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  2. I think that you are wonderful! I appreciate how eloquently you wrote about a very disturbing subject and never resorted to the cowards of hate. You are an inspiration to many!

  3. Reverend.
    I read your letter to the man flying the flags on his truck and I can tell you this, I served my country so that ALL people white,black, woman, child anyone of any color race or creed would have the ability to express themselves as they say fit. This would include you! So please remember you may not agree with the flag statement (I surely don’t) but once he gives into your version of right and wrong, history or not we all lose a fundamental right. I don’t hate others as in people I am color blind (or gender). Everyone is Marine green to me and I am proud to have protected everyone who could not protect themselves or even make mistakes because at least we agree that expression is worth the cost. Yes I would love to have lunch with you and I did use my real name. If you are ever in Kansas City I would buy your lunch in a minute because I gave something to everyone once to protect them. I am too old to do that again but I would listen to your version of history right or wrong because that’s just the kind of guy I am.
    Respectfully Submitted
    Steve Dennis

    1. Steve, first thank you for your service. And I’m not asking him to “give in” to my perspective; just consider it. And just as he has the right to fly the flag, I have the right to say that it is offensive. He can certainly keep flying it; and I can keep speaking too. Btw, I’m a Dennis on my mom’s side.

      1. Reverend
        Again when you say you have the right to tell him his flag is offensive, and that is your “right” it really isn’t.
        You are judging his actions and assume they are racist. You have no proof of that! Assuming is a terrible idea as it shows a narrow minded person with intentions of putting their views above others. A flag is just a flag and it stands for a lot of different things including a dark time on our past. If you associate the flag with the terrible things that happened then I feel sorry for you. The cowards that hid behind their sensibility and enslav d others (this includes northerners remember) deserve to be condemned but if it’s a flag that caused this suffering you must include our own because slavery in this country was in ALL states just not the south. The reality is the civil war was fought over centralizing power to the union and slavery was a very small part of what happened.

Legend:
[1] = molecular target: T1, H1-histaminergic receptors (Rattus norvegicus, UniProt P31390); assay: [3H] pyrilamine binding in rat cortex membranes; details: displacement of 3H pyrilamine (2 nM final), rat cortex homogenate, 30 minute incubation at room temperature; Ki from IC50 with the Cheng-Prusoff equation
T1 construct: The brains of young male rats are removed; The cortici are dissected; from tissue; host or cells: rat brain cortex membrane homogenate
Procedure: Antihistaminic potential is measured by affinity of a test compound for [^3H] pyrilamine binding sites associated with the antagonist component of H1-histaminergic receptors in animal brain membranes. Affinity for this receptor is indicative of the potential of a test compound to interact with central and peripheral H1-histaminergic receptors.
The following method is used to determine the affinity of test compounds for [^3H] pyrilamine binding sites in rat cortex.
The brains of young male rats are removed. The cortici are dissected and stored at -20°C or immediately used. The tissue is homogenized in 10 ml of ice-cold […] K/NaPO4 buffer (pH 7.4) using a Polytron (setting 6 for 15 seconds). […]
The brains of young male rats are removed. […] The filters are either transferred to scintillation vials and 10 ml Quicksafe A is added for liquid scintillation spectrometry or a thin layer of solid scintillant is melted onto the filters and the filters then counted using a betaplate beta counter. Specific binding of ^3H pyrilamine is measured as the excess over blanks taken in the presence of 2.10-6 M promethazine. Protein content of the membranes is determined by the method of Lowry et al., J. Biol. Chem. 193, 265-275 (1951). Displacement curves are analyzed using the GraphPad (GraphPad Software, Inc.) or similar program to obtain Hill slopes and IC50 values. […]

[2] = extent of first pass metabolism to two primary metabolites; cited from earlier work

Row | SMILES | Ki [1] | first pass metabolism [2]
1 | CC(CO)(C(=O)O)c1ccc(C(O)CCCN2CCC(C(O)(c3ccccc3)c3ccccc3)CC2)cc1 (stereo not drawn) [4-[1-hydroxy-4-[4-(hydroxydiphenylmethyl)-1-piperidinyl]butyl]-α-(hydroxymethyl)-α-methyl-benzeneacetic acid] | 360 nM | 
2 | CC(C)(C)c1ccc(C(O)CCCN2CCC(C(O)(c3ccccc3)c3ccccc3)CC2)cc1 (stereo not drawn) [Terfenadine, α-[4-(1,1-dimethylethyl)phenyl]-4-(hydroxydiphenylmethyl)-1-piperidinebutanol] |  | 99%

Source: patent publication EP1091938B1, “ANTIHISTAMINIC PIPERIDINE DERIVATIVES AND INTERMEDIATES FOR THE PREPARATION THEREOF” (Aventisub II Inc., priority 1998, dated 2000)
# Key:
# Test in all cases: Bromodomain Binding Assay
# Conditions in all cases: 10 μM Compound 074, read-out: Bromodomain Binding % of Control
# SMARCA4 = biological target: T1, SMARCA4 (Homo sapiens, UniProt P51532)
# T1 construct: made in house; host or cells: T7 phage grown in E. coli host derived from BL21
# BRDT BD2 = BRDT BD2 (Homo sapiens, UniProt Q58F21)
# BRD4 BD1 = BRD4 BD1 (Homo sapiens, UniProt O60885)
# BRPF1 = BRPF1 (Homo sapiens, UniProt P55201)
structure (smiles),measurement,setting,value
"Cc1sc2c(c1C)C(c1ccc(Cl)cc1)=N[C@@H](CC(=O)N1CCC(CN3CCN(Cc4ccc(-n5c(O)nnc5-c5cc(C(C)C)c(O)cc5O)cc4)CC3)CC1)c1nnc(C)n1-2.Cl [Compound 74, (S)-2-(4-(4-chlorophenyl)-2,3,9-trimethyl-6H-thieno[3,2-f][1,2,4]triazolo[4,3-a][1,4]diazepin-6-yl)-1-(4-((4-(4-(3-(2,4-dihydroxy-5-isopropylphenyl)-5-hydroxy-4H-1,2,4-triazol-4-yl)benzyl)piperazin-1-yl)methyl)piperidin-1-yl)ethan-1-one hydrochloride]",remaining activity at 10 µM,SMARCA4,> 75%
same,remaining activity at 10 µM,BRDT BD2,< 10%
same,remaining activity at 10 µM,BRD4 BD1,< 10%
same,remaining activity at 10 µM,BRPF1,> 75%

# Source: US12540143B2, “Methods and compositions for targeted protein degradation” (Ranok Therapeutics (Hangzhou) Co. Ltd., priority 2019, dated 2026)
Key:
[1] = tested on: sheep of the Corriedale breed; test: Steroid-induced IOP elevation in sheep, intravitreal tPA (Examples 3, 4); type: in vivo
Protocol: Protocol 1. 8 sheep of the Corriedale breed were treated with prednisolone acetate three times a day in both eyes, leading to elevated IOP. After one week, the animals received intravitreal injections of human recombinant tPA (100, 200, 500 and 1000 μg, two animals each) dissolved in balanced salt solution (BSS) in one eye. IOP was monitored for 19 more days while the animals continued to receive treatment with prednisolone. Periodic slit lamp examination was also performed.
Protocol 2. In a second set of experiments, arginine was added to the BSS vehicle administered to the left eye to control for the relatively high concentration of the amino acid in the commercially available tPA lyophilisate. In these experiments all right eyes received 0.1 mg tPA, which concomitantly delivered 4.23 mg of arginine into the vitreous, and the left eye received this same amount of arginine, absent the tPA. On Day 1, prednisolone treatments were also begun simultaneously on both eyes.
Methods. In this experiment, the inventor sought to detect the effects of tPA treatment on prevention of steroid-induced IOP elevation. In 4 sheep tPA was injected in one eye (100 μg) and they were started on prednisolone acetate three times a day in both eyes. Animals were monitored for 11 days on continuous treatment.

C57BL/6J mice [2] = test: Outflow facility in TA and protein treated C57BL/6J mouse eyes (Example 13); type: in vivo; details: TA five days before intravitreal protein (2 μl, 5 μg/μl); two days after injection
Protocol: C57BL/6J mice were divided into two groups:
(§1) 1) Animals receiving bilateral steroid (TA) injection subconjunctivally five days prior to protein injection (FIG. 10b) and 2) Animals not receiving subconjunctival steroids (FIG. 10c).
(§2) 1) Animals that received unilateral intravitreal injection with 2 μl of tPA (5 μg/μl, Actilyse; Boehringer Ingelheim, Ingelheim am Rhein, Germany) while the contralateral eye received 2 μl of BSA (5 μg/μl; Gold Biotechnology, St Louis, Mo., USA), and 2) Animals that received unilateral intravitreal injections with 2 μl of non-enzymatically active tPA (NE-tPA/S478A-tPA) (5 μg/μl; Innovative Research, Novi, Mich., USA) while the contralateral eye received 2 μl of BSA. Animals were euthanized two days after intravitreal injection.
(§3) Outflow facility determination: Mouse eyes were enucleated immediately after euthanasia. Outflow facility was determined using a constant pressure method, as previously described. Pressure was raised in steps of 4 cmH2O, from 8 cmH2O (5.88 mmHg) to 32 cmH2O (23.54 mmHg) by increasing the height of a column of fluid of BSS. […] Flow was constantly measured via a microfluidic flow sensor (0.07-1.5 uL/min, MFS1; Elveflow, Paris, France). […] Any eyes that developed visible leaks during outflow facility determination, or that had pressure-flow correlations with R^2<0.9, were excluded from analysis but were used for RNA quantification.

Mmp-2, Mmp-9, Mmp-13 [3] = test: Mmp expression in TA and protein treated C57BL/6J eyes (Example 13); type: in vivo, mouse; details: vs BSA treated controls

I am very happy to find out we might be related. I would be proud to call you a relation, it may not seem this way but I really do respect those that speak their mind and are willing to risk a part of themselves to speak it. Thru fear we have no hope, thru hope we have no fear. I hope one day we learn to accept one another as we are and war is just a fleeting memory only to be remembered in history as what not to do. Until that day of acceptance I will do my best to spread hope and not fear.
        Respectfully submitted
        Steve Dennis

        1. Steve, you are right, I do judge that flag as racist. Because I truly believe that it is, just as I believe Nazi insignia is anti-Semitic. As I said in the piece, I believe flying that flag is a racist act. I am free to both see it that way and say so.

  4. There have been some great tragedies that have happen over many years, but was it was done by a select few, and not all people in general. The confederate flag is a big part of southern heritage. Can we really take down or get rid of it. Taking it down doesn’t make it out of site out of mind. The original sentiment was not slavery . But some have made it that. Once we lose something like the confederate flag first, it will pave the way for other rights and liberties to be taken. Hatred is passed down thru the generations, if children are taught love of everyone and everything after a while the world will be a better place without all of these hate crimes.

    1. My apologies, but I think you may have missed the point. I provided a link to an article that provides commentary on totalitarianism that is taking away free speech in general. I wasn’t opining about you or your opinions… Just adding to what I assumed was an intellectual conversation on speech. Perhaps I was wrong. Again my apologies.

  5. I have a former friend arguing with me about someone else’s post on Facebook. It’s a meme that basically says “since we banned the confederate flag because of the last shooting, can we now ban the display of anything representing Islam because of this shooting? It’s only fair”. He says we shouldn’t have banned the flag, I’m assuming from the outside of a public/state building, because it takes away our freedom. But I think comparing historical flags & religion is like comparing apples & oranges. I suggested the same meme be used with Christianity, & that didn’t go over so well. Again he said I didn’t understand the “irony” of the meme, but I still think it’s comparing two different things. Do they both represent our freedoms equally?